Amy Seimetz on the Powder Keg That is "The Girlfriend Experience"
The writer-director reveals the making of Riley Keough's prostitute heroine, which has more to do with Monica Lewinsky than you imagined.
When all 13 half-hour episodes of the new Steven Soderbergh-produced series The Girlfriend Experience became available to stream on Starz last weekend, it burdened viewers—and especially reviewers—with no small degree of angst. On the one hand, even if they disliked it as critics, they nonetheless found the series, which follows a high-achieving law student named Christine (Riley Keogh) into the world of high-end escorts, undoubtedly absorbing. (“Anticipation of The Girlfriend Experience curdled early, but I watched all thirteen episodes hopefully nonetheless,” the New Yorker’s Richard Brody tweeted.) But more interestingly, the majority of critics who enjoyed the show also seemed to be conflicted by the politics of pleasure (warning: spoilers ahead, even if it’s not that kind of show): Is Christine, who gets fired from her internship at a prestigious law firm after her side gig is revealed, actually an unwitting feminist? The question seems to be causing reviewers, especially the men among them, fits—not least because one of the show’s two writer-directors, Amy Seimetz, is a woman. While she was in Australia shooting Ridley Scott’s Aliens: Covenant, Seimetz, who is also an actress (she plays Christine’s older sister in the show), talked about the show as a “thinkpiece powder keg” masquerading as binge-worthy TV.
Hi Amy! We ran an interview with Riley before the premiere of The Girlfriend Experience, but I wanted to talk to you now because it’s interesting, and a little amusing, how the show has confounded critics. They’re having a lot of trouble writing about it.
Yeah. [Laughs] I’ve been a little bit removed from things since I’ve been working, but we kind of knew that was going to happen. By design, what Lodge [Kerrigan, her co-writer/director] and I were trying to do was to make it so that whoever was watching would be bringing their own opinions and judgments to it. We’re not going to tell you how to feel. Sex is such a hot button; everyone has an opinion about sex. And selling sex is its own, even more heightened thing. If you take on that subject matter, you know exactly what conversations people are going to want to have about it, right? The different forms of feminism, the difference between the male and female gaze. And I think it’s confusing everyone because there is both a male and a female director. [Laughs]
It’s very strategic, I have to applaud you guys for that.
I think what were trying to do was create a dialogue. The best sort of cinema is the stuff that leaves you talking or thinking about it afterwards. We wanted something that was not only provocative but leaves lingering feelings or questions.
Right, and I do want to return to where you left things at the end of the season, because it is an anthology series. But first let’s talk about the reactions to the first season. There was one male critic whose language in his review was so careful that it might as well be a legal document protecting himself from the wrath of the Internet. And in his review, he called the show a “thinkpiece power keg,” which I think is very true. I don’t know what you view the politics of the character or the show to be, or if you even want to put that out there.
You know, for me personally, if there are two consenting adults and they want to interact in this form of prostitution, I feel it’s none of my, or anyone’s, business. The goal of the show is not to tell you if it’s right or wrong. And personally, I’m sort of neutral on the topic. There’re things about it that make me very angry, and there’re things about it where I’m like, “Agh, who cares?” What’s interesting to me is that everybody has an emotion about it. But politically, we weren’t trying to editorialize the topic; we were just trying to be as objective and human as possible. We were just trying to present this as something that exists, and we’re going to try to tell this story. And I think for the most part that makes people very uncomfortable, because in TV, although it’s getting more and more interesting, you’re still so used to the program telling you how to feel.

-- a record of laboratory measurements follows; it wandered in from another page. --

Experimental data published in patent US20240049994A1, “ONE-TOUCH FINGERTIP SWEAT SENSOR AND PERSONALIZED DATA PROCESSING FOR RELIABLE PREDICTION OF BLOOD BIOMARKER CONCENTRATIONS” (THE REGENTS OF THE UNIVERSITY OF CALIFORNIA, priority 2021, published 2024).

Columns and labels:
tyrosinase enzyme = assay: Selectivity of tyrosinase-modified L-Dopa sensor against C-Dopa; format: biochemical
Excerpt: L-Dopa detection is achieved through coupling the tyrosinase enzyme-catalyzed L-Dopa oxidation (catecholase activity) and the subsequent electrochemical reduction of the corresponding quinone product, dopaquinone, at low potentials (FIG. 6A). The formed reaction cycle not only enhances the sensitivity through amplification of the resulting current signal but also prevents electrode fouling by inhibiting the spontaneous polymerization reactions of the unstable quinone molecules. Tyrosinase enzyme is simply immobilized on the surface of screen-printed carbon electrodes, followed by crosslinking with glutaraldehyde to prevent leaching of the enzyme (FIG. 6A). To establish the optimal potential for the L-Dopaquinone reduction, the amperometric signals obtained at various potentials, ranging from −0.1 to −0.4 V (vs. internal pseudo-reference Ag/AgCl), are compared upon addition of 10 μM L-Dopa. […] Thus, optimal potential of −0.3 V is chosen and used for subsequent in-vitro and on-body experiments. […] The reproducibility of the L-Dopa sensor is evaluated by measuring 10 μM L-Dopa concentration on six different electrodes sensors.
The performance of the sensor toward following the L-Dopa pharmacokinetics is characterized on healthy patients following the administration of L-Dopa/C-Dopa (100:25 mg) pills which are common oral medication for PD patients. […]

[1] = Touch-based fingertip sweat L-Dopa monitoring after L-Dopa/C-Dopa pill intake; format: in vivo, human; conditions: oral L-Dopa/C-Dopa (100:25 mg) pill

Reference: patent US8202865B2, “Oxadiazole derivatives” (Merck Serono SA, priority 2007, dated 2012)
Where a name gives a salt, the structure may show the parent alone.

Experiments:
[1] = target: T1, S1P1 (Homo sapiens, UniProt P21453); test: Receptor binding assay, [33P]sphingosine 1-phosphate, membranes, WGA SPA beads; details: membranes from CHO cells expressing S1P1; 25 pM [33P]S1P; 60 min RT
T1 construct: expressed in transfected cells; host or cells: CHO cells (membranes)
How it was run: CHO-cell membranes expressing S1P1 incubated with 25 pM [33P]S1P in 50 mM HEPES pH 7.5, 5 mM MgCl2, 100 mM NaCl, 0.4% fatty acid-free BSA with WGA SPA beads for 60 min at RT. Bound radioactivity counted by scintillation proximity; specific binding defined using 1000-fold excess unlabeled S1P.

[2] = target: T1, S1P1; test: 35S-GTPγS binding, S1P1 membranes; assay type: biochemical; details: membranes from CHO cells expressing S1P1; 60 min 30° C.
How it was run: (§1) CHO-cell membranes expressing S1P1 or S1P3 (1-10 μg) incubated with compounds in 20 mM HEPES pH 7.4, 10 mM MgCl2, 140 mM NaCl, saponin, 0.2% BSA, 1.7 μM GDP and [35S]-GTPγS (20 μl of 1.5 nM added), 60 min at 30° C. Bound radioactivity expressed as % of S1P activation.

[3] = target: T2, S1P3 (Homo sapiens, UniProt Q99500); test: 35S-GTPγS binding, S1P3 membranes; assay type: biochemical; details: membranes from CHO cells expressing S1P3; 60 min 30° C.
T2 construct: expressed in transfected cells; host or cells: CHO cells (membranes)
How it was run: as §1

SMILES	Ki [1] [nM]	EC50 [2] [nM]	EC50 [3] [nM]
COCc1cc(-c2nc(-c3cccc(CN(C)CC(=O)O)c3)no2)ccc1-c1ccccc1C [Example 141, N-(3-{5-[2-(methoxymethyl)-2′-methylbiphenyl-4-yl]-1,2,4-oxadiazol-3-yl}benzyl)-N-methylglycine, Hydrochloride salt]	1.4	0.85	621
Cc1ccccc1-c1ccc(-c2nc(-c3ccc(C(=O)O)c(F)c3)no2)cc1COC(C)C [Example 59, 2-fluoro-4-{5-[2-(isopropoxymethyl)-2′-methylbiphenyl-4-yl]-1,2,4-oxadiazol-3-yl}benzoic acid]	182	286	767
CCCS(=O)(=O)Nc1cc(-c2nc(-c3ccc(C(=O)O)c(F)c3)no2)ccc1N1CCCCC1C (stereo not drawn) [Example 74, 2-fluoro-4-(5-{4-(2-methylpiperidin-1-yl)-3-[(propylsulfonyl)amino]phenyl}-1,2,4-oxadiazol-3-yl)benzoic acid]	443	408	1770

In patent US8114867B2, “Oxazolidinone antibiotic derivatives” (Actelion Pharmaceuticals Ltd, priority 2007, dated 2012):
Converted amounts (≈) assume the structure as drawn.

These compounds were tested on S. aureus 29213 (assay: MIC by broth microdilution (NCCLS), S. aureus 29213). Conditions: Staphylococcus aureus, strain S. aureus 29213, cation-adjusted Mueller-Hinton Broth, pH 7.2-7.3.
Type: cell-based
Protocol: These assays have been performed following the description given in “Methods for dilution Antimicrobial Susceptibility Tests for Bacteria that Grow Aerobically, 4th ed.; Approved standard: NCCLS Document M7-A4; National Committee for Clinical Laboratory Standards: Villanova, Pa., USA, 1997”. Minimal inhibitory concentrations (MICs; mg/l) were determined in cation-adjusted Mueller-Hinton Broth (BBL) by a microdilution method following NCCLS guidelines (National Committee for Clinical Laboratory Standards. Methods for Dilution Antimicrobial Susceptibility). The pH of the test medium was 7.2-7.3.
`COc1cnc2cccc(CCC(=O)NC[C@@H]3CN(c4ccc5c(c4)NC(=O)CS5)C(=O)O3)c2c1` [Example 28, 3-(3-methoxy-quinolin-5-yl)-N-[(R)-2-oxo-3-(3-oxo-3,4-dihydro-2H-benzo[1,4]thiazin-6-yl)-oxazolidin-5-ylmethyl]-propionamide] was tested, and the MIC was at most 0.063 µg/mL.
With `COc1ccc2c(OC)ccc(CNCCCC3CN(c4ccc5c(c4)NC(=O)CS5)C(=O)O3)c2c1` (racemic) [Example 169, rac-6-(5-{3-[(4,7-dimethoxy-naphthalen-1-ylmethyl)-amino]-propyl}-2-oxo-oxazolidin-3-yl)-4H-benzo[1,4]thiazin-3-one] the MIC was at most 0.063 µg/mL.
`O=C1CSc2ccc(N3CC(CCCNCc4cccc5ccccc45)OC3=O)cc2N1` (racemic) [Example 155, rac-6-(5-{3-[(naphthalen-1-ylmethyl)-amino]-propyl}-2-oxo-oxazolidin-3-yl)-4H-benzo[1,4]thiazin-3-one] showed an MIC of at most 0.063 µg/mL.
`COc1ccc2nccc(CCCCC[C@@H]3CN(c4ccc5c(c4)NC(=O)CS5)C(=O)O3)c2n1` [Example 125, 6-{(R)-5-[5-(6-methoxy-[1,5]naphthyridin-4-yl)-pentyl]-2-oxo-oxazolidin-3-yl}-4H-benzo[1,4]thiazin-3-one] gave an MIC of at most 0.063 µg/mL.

I think on one hand it could be viewed as a feminist show: Christine does what she wants and doesn’t care what people think about it. It gives her pleasure and power, and she is very good at it. And I like watching characters who are very good at their job. In that sense, it’s a workplace drama. But on the other hand, I can also imagine viewers’ pained expressions when she decides to forgo law school for the escort business. I think that’s why people are having trouble with it.
Oh yeah, I agree completely. And intentionally so—it’s not a decision that either Lodge or I are saying, like, “This is what she should do.” It’s just what she does. The show is about a woman who enjoys escorting and enjoys power, or whatever you want to call it—the allure, the rush, the secret world, and how the rush of being attracted to that world is in complete conflict with society. If we had written the story where we’re showing her getting exposed as an escort, and she can still keep her job at a law firm, that’s just not realistic, you know? And Christine is very good at compartmentalizing. There’s that scene in Adaptation , where [Chris Cooper’s character, the orchid hunter John Laroche] said, “One day, I was like, ‘F—k fish,’” and he never fished again. I really think when you compartmentalize to the extent that Christine does, when she failed in that department she was like, “F—k it.” It was to protect herself. Because it was a really hard thing that happened.
That episode, in which Christine gets outed as an escort via a sextape that goes around the office, was one of the most riveting but hard-to-watch episodes of television I’ve seen in a while. I can’t imagine sticking around to work in the office when everyone’s just seen your sex tape.
Right. I’m really, or I have been for a very long time, really obsessed with the handling of the Monica Lewinsky situation. Just how sex created this powder keg.
You mean the media’s handling of it?
Media, and also internally. This blame game of, “You’re a f—king whore.” It was like opening the lid for everyone to call women these really obscene names, to talk about women sexually in this way that is so disrespectful. And I can’t imagine what Monica Lewinsky was going through, and I guess that was what my focus was on in that episode.
That’s interesting that was your reference point.
It makes me want to cry. She does all these TED talks about her being patient zero for cyberbullying. Because at the time, the Internet was very new, and it was the first time that an international news story had “dropped” on the Internet. The Drudge Report reported it, I guess? Ugh, that website. Anyway, it was the first time that everyone was able to comment on the Internet, and it just became this wildfire. But obviously, no one’s going to look at the episode and go, “Oh, Monica Lewinsky.” But that was the seedling of it—how we treat women when we find out they’re very sexual or into sex or open about sex. It’s not very kind.